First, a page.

This morning the Bridgewater Jerry obliterated my view of much of Hobart from the eastern shore. The Derwent River stopped being visible. In the sunshine, its fast moving roll down the river towards the sea was spectacular.
The internet offers many sources of further images and information. Examples are listed below (I was surprised to learn the Jerry has its own website, a public sculpture has been created in its honour, and Australia’s premier dictionary contains an entry. That’s not all – have a look at the websites listed below).
http://www.bridgewaterjerry.com/ … The Jerry has its own site showing one glorious photo but with no identifiers, date or other information.
http://prelive.themercury.com.au/article/2012/07/02/342041_tasmania-news.html … In 2012, the local newspaper The Mercury published a short story with a couple of views when “ ‘Ol Jerry rolled into town”.
https://www.flickr.com/photos/esereth/9252562361/ … this Flickr site offers a sensational air view of the jerry
https://www.youtube.com/watch?v=gDsVB5Nz3K8 … thanks to Damien Brockie’s time lapse video you can see the movement of the fog down the Derwent river heading towards the sea.
This site shows a scanned copy of a 1946 newspaper article which described the draught as keeping ‘the thermometer at freezing point’. The article pointed out that the township of Bridgewater has been libelled because the fog starts further up the valley. Apparently, at the inland town of Bushy Park the fog is known as the ‘Bushy Park Blizzard’.
In May 2009, Carol Raabus wondered where the name ‘Bridgewater Jerry’ came from. She reflected that “It’s that time of year when the mornings are crisp and you just don’t want to get out of bed. You look out the window and see nothing but a thick fog, blanketing Hobart’s suburbs from the Hobart docks, up to Bridgewater and further up the Derwent Valley. But where did the fog get its name? And should it be spelt ‘Jerry’, or the less common, ‘Gerry’? One theory of the origin of the name is that word ‘jerry’ came from London, where it was thieves’ slang for mist or fog, and the term was transported to Tasmania with the convicts. David James writes in The Companion to Tasmanian History that the first written reference to the fog, although not using the name Jerry and not coming from Bridgewater, was in 1821 when Governor Macquarie wrote he couldn’t leave Austins Ferry for Hobart until 12.30 one day, due to the thick fog.”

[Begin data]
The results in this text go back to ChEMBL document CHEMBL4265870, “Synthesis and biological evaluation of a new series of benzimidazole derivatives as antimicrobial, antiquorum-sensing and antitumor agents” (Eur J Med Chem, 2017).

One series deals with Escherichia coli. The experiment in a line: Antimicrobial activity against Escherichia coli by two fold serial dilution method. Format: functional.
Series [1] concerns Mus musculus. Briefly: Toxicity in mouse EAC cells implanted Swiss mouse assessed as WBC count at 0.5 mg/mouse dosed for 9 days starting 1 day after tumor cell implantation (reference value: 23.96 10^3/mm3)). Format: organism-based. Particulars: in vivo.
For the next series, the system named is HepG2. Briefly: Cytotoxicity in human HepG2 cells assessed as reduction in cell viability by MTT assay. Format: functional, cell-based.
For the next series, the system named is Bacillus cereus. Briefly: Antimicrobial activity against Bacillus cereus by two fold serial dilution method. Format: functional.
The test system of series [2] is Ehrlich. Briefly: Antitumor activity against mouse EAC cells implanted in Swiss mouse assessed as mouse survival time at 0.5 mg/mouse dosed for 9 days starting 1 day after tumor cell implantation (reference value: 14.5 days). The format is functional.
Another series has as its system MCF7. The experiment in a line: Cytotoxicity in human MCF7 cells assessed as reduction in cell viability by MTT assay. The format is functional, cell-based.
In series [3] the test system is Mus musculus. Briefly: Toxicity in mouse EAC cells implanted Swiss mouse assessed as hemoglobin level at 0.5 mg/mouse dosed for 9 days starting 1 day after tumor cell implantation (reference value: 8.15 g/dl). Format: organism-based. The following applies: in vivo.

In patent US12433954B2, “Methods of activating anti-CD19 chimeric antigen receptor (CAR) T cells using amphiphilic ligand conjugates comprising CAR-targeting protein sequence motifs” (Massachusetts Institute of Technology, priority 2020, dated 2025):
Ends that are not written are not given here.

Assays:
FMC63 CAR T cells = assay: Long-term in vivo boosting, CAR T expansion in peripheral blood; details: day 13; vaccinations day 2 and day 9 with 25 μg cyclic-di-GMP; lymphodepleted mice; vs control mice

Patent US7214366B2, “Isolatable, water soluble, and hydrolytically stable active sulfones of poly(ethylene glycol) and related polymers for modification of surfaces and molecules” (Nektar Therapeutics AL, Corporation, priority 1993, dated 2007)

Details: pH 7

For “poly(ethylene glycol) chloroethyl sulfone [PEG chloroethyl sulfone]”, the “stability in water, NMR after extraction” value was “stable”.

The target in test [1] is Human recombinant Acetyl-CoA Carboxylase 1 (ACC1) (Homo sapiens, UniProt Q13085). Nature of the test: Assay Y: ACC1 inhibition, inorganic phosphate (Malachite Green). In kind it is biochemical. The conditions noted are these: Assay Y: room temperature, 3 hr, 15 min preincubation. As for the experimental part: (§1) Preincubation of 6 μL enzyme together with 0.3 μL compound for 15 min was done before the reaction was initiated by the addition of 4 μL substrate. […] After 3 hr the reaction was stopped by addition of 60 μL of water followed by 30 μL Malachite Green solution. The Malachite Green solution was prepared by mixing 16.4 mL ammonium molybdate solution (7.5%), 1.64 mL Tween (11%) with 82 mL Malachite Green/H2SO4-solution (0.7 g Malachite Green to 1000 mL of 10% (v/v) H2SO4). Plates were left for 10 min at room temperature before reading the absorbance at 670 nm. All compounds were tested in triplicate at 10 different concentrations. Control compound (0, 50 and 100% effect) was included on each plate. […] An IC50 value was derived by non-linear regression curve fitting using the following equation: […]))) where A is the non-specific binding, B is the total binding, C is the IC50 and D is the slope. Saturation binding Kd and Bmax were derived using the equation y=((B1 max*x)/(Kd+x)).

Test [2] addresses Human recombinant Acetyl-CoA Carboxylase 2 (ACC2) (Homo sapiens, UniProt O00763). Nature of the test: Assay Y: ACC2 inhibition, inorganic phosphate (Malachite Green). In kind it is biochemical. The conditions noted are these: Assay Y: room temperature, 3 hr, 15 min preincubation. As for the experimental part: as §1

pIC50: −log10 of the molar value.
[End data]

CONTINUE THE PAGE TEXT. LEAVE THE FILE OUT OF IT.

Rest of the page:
David James (2006, Centre for Tasmanian Historical Studies) declared “the ‘Bridgewater Jerry’ is a fog which occasionally affects the Bridgewater Hobart area. At night, in cooler months, cold air drains down the mountains of southern Tasmania as katabatic winds and collects in the Derwent Valley. Fog will form if this invading air is moist and cool enough. It drains out of the valley in the mornings, blowing the fog with it. The fog mainly affects the Derwent and the northern and western suburbs of Hobart, but occasionally reaches the Eastern Shore.”
The Bridgewater Jerry has an entry in Australia’s Macquarie Dictionary. “A dense, remarkably compact stream of fog which occasionally rolls down the western shore of the Derwent River (presumably from Bridgewater) into parts of Hobart.
http://www.arts.tas.gov.au/news_archive/unlikely_icon_celebrated_in_sculpture … The Bridgewater Jerry, a unique fog that rolls down the Derwent Valley, has been immortalised in a public art project led by artist Tony Woodward. Unfortunately all the links to an image of the sculpture, its location and other information do not work. Where is this sculpture? Does anyone know?